You’ve probably heard this story. When Jim Carrey was a struggling actor, he wrote himself a check for $10 million, dated Thanskgiving 1995, for “acting services rendered.”
He cashed the check in 1994 when he made $10 million for Dumb and Dumber.
In 1997, Carrey told Oprah he used visualization techniques to get work. He also visualized receiving that $10 million check. Also, seeing that large amount on paper made the vision that much more real.
It seems to have worked for him.
I decided today to do a safe experiment with visualization. I wadded up some paper and imagined it going gracefully into the wastebasket, unhindered by wind, gravity, or my lack of depth perception. I lifted my arm, hurled the wad, …. and missed.
I guess visualization doesn’t always work.
Then the question came. What is required for visualization to work?
The first thing you have to have is ability.
Jim Carrey had the ability to do what he visualized. He had the talent, as his work proves. But talent isn’t enough by itself. You need passion to make it in the fickle and transient world of show biz. It’s passion that will carry you through an ocean of rejection and short-term, low-paying assignments. Passion will sustain you while you’re learning your craft. And passion will help you aim high when life seems to say, “Why don’t you just get a steady job and forget that silly dream?”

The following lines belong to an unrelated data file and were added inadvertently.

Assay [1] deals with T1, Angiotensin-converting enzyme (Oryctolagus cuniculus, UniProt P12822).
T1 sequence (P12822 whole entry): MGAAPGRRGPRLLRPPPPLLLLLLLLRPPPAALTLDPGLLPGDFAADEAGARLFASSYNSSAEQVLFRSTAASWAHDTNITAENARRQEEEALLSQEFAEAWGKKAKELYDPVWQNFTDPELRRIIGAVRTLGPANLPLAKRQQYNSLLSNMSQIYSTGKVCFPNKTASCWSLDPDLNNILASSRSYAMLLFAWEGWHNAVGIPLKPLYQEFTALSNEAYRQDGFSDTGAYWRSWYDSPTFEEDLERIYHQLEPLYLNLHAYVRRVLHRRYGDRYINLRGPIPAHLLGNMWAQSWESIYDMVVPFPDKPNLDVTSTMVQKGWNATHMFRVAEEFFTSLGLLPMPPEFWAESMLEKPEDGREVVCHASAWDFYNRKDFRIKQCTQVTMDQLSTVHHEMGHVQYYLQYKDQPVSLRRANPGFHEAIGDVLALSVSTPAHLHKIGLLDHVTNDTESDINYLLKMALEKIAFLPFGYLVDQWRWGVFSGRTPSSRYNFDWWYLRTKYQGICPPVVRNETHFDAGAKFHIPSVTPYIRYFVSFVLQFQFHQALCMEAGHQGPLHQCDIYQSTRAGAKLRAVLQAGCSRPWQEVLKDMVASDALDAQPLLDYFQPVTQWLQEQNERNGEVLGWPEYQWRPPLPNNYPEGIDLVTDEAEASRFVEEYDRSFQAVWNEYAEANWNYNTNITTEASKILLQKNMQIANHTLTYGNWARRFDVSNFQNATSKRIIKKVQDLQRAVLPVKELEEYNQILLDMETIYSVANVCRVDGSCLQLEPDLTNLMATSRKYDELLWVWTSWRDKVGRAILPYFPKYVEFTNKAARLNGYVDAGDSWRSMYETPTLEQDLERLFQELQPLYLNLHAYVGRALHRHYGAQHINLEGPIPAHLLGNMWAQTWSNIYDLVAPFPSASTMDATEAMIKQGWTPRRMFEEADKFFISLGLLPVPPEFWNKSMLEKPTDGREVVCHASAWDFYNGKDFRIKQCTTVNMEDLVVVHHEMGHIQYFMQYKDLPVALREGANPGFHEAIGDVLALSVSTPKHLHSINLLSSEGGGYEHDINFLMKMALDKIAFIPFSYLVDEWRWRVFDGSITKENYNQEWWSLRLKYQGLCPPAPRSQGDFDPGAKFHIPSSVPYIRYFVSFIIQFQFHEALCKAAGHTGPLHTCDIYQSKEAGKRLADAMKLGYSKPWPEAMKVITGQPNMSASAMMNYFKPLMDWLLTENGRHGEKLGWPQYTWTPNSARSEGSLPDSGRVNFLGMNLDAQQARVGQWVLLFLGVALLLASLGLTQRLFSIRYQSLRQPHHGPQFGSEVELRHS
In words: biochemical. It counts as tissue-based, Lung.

When I was shooting for the wastebasket, I was working against an incredible handicap. Since I have monocular vision, the world looks flat to me. If I guess well, I’ll make that shot. If I don’t, I’ll be leaning over to pick that wad up off the floor.
The next thing that is required for visualization to work is that your dream must be realistic.
Jim knew he could do the work. He could entertain. The packed houses for his comedy act proved that. There was no reason he couldn’t take that same power to the big screen. All he needed was the right opportunity.
The third thing you need for your visualization to work is real world practice.
If you want to be a world class comic or just a high percentage paper wad tosser, you have to get out there and do it. The more you perform, the more input you have to make your visualization more real. It’s an endless circle. See yourself winning and you’ll do better. Then, when you do better, you can see yourself doing better still.
We all think about the situations we face. We perform based on how we see ourselves. So why not aim for the sky? Who knows, you might just change the world!
You and the people around you will be better for it.